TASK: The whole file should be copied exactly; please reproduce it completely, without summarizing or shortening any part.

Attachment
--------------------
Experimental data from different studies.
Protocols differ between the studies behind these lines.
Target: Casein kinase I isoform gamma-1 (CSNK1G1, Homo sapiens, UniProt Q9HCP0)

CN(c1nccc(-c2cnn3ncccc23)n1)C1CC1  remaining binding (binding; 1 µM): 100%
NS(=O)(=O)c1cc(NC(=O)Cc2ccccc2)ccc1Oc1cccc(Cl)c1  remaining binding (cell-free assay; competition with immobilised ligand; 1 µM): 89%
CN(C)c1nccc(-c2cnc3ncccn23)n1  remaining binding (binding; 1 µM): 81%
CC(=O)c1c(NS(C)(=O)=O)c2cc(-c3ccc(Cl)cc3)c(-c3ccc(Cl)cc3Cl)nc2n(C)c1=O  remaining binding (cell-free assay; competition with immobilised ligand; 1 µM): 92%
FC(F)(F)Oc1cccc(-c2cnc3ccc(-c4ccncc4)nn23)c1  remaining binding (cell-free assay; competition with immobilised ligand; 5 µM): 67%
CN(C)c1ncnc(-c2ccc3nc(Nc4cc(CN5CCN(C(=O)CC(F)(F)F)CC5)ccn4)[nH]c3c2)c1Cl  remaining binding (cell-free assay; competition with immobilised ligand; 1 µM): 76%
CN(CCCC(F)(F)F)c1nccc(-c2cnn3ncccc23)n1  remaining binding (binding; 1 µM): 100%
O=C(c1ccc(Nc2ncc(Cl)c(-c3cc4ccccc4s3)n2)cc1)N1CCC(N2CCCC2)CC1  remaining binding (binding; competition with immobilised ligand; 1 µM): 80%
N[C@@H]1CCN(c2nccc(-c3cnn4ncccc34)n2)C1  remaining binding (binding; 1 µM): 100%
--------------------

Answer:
Experimental data from different studies.
Protocols differ between the studies behind these lines.
Target: Casein kinase I isoform gamma-1 (CSNK1G1, Homo sapiens, UniProt Q9HCP0)

CN(c1nccc(-c2cnn3ncccc23)n1)C1CC1  remaining binding (binding; 1 µM): 100%
NS(=O)(=O)c1cc(NC(=O)Cc2ccccc2)ccc1Oc1cccc(Cl)c1  remaining binding (cell-free assay; competition with immobilised ligand; 1 µM): 89%
CN(C)c1nccc(-c2cnc3ncccn23)n1  remaining binding (binding; 1 µM): 81%
CC(=O)c1c(NS(C)(=O)=O)c2cc(-c3ccc(Cl)cc3)c(-c3ccc(Cl)cc3Cl)nc2n(C)c1=O  remaining binding (cell-free assay; competition with immobilised ligand; 1 µM): 92%
FC(F)(F)Oc1cccc(-c2cnc3ccc(-c4ccncc4)nn23)c1  remaining binding (cell-free assay; competition with immobilised ligand; 5 µM): 67%
CN(C)c1ncnc(-c2ccc3nc(Nc4cc(CN5CCN(C(=O)CC(F)(F)F)CC5)ccn4)[nH]c3c2)c1Cl  remaining binding (cell-free assay; competition with immobilised ligand; 1 µM): 76%
CN(CCCC(F)(F)F)c1nccc(-c2cnn3ncccc23)n1  remaining binding (binding; 1 µM): 100%
O=C(c1ccc(Nc2ncc(Cl)c(-c3cc4ccccc4s3)n2)cc1)N1CCC(N2CCCC2)CC1  remaining binding (binding; competition with immobilised ligand; 1 µM): 80%
N[C@@H]1CCN(c2nccc(-c3cnn4ncccc34)n2)C1  remaining binding (binding; 1 µM): 100%